The Parallel Parliament

Glen Pearson

Posts tagged “civil society

Someone We Were Meant To Be

Posted on November 11, 2016

IN WHAT WAS SUPPOSED TO BE AN INTERVIEW yesterday about public service over a number of decades, I was asked, “What was the main driving force when you were young that made you want to be a humanitarian?” I have thought of this many times over the years, but when I replied, “World War Two,” the interviewer looked back in mild surprise. I went on to explain that I had grown up in Scotland following that great conflict, that my Mom had been a Scottish war bride, and that my Dad had been twice wounded in battle before being sent back to Canada to convalesce. Later, growing up in Calgary, I came to regard the Second World War as a kind of constant companion.…

Ready to Go

Posted on April 28, 2016

AFTER SPEAKING AT A NUMBER OF UNIVERSITIES and colleges in these past three months I’m getting a clear sense of an uptake of interest in civic responsibility. Often the subject emerged in classes that, on the surface at least, seemed to have little to do with citizenship and engagement. When I talked to students following the sessions, I would ask them directly if they felt their respective educational institution offered enough instruction on the subject and the answer was most often in the negative. Another thing was repeatedly affirmed: all those commentators who lamented that the Millennial Generation, and those even younger, were retreating into their own private worlds were themselves living in some other universe. Mountains of research has emerged recently showing that…

A Tale of Two City Mayors

Posted on November 3, 2015

IN ALL THE RUSH AND EXCITEMENT ABOUT THE recent federal election and the ambitious agenda put forward by Prime Minister-designate Justin Trudeau, we tend to forget that there are already numerous examples of sweeping, at times breathtaking, agendas being put forward by some of this country’s mayors. Naheed Nenshi (Calgary) and Don Iveson (Edmonton), have not only had enough of being neglected by the more senior political jurisdictions, they are actually setting out strong policy options whether or not Alberta or Ottawa are ready for them. Having already insisted that they would like to open discussions with their senior partners on the prospect of becoming charter cities, they are now experimenting with the idea of their respective cities becoming testing grounds for the concept…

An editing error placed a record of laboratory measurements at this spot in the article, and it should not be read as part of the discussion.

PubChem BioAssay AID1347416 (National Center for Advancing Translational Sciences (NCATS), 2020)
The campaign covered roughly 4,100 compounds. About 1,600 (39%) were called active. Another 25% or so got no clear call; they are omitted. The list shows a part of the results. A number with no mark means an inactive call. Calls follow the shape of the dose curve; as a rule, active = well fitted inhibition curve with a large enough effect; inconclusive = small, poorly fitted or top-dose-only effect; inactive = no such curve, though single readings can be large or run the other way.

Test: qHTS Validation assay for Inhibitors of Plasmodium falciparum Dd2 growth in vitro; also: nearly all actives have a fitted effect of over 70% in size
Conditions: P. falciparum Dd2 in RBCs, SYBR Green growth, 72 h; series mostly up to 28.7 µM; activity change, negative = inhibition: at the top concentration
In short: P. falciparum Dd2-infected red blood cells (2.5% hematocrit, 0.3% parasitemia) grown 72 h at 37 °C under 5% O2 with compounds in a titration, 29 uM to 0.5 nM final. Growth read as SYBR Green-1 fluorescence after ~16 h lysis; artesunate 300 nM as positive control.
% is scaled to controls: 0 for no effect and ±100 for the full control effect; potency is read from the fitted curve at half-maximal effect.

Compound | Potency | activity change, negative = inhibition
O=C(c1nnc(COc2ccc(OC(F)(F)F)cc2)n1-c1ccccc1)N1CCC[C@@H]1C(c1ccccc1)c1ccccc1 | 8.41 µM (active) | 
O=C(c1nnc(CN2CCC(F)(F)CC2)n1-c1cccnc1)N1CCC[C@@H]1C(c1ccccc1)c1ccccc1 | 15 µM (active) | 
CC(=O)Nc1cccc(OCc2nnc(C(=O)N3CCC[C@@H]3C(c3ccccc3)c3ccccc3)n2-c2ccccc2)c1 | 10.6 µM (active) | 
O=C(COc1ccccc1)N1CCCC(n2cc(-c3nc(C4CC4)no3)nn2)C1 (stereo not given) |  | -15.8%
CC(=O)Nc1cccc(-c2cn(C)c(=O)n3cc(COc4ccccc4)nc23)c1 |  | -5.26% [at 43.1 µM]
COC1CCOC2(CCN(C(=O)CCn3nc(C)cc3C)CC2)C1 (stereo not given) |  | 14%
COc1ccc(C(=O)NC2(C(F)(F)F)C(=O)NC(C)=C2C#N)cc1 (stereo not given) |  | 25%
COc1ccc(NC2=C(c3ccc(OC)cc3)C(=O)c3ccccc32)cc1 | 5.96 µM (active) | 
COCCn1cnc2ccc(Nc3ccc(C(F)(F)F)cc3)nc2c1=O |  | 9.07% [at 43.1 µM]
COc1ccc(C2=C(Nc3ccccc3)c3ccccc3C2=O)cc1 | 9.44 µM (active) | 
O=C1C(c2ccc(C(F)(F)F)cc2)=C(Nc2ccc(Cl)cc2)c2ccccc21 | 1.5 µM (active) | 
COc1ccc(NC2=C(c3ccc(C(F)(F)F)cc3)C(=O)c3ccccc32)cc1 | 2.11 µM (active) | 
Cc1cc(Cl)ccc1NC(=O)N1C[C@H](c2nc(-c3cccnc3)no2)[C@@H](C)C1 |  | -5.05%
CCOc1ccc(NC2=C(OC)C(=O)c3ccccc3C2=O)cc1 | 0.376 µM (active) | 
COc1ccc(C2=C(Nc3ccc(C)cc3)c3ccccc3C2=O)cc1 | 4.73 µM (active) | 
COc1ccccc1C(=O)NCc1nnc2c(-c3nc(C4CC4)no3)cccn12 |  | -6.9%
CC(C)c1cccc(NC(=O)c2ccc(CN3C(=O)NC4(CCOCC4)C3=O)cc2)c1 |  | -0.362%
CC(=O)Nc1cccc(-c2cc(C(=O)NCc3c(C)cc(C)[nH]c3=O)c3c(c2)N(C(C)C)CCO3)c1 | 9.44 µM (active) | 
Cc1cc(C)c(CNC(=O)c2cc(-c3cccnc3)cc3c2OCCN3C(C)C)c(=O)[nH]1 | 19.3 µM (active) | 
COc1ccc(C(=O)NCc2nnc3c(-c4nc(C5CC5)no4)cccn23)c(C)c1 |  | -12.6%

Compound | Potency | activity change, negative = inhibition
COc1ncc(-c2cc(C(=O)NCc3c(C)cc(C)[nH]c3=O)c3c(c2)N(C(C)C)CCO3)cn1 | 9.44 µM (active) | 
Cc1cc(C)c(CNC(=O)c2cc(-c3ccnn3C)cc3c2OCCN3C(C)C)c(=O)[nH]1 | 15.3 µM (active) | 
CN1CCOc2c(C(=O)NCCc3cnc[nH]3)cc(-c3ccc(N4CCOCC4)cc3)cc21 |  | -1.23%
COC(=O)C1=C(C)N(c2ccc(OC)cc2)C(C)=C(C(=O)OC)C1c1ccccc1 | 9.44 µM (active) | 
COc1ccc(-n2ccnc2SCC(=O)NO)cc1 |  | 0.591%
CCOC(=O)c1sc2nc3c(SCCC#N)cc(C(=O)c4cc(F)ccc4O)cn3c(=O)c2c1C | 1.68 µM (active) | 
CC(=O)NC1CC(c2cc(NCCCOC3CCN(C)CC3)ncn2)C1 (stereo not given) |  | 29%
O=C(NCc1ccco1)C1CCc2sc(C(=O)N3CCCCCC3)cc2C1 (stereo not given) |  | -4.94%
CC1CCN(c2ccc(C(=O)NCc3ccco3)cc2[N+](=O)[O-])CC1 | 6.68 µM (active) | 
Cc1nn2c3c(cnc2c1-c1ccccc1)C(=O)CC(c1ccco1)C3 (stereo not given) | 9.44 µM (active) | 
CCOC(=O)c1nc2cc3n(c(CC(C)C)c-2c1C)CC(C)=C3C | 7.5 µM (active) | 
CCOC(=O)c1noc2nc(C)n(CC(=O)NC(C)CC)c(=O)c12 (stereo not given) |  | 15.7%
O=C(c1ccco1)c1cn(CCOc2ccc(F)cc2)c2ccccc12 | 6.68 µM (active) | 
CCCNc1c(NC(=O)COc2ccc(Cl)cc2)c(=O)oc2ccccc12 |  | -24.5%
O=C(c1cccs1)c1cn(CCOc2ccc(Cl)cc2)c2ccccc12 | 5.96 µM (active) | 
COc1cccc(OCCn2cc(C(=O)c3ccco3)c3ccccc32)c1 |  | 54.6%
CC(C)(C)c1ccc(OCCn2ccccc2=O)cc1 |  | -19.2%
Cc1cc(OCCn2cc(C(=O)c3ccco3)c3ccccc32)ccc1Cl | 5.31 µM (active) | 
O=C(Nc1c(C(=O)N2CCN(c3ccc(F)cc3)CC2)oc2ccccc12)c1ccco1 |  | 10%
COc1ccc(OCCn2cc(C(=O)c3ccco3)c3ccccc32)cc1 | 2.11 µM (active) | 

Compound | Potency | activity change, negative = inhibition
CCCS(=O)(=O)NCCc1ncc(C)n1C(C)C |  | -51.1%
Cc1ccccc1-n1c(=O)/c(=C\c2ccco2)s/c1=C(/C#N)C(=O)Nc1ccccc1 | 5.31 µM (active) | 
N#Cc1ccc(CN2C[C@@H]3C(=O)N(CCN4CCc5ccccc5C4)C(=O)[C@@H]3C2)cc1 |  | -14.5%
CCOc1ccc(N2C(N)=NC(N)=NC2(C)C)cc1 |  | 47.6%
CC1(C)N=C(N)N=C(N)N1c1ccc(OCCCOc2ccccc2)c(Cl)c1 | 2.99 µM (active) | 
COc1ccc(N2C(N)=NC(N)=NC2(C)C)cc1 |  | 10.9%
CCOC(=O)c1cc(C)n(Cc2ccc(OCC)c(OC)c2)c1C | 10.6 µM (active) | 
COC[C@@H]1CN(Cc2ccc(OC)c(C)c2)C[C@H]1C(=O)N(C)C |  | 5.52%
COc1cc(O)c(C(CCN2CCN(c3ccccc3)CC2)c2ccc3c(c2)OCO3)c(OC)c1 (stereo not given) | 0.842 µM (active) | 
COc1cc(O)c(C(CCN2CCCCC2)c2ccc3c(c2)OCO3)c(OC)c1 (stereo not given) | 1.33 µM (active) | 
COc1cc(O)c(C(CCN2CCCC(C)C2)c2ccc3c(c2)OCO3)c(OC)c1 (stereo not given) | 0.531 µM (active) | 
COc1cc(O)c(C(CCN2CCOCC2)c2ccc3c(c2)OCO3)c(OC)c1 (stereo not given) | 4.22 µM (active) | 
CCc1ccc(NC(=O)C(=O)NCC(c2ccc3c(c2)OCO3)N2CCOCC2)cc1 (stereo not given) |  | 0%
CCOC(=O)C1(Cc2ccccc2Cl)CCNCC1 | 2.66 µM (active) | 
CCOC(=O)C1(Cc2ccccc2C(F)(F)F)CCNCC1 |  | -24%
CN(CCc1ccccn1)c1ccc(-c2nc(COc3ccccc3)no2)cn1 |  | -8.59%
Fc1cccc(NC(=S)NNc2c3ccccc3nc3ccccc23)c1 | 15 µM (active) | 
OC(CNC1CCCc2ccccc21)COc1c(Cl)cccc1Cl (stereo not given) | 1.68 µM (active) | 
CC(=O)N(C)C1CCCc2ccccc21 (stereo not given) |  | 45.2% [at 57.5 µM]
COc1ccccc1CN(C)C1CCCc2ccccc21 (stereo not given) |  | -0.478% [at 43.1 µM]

Taking Civil Society Global

Posted on April 14, 2015

SO, THE WORLD DOESN’T SEEM TO BE DOING SO GREAT. As Henry Kissinger reminds us in his latest book, World Order, the dominant governance system developed during the Cold War is giving way to outright confusion around the globe. No one knows quite how to pick up the pieces and fashion something more equitable and prosperous. Brazil, China, Russia, even Iran, are challenging the status quo in everything from nuclear power to climate change. The traditional players, like Canada itself, seem to be in some kind of holding pattern, preferring to hold their cards close than actually get out there and assist in developing a better global order. The European Union has 28 members, dismal economic growth, a troubling economic decline, and a badly…

The Explosion of Civil Society

Posted on April 7, 2015

  AS THE HOLDER OF THE HIGHEST POLITICAL OFFICE in the land, President Grover Cleveland gained due praise for his integrity, honesty, and a commitment for self-reliance. He struggled mightily against political corruption in an era where it was all too prevalent. He was liked across party lines. Yet his pro-business stance sustained a system where the free market found little to inhibit it. The increasing pressure to reform capitalism before it consumed the social wealth of the nation went largely ignored by Cleveland.  At one point he said, “The factory is the temple and the workers worship at the temple.”  The economy took a severe downturn by the end of his term. The period just prior to the end of the 1800s also felt massive…

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